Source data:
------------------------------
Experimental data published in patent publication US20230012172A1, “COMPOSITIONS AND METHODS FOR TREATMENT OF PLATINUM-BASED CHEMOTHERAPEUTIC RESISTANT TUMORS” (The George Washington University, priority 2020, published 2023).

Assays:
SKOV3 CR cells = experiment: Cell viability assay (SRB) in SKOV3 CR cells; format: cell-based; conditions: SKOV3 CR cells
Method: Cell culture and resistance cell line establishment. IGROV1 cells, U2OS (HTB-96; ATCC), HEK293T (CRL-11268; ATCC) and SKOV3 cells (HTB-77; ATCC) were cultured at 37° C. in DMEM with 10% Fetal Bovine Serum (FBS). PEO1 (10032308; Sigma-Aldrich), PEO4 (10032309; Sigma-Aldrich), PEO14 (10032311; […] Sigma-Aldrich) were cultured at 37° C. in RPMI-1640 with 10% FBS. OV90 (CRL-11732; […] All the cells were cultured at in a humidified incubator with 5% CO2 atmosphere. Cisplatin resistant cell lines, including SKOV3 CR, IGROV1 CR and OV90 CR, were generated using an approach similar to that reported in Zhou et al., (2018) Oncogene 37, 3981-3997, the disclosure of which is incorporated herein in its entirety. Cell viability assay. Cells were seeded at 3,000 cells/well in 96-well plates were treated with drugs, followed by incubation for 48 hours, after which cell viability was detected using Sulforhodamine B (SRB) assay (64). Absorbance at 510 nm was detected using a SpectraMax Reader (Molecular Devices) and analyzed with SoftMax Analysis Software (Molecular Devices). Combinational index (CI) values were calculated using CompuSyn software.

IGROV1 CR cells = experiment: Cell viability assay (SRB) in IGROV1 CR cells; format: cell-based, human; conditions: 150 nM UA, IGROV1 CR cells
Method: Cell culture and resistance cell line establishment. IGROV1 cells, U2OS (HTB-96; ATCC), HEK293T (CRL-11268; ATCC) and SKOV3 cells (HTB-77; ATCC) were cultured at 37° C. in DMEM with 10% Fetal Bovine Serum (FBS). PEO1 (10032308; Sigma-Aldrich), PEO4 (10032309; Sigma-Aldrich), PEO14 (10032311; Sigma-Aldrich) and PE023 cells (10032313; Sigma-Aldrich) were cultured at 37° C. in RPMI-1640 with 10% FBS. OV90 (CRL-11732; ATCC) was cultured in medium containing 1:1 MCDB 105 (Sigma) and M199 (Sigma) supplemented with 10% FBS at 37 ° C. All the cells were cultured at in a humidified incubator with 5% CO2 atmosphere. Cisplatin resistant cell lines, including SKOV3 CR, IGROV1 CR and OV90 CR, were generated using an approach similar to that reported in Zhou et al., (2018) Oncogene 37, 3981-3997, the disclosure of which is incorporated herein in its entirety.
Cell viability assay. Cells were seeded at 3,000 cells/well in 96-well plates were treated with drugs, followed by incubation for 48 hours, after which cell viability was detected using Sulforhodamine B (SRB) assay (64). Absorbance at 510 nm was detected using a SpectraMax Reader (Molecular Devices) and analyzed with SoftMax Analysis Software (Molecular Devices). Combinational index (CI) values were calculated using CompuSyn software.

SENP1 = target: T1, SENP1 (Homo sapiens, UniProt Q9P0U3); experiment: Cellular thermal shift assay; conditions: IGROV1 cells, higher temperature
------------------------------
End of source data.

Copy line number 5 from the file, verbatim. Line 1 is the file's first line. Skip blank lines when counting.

IGROV1 CR cells = experiment: Cell viability assay (SRB) in IGROV1 CR cells; format: cell-based, human; conditions: 150 nM UA, IGROV1 CR cells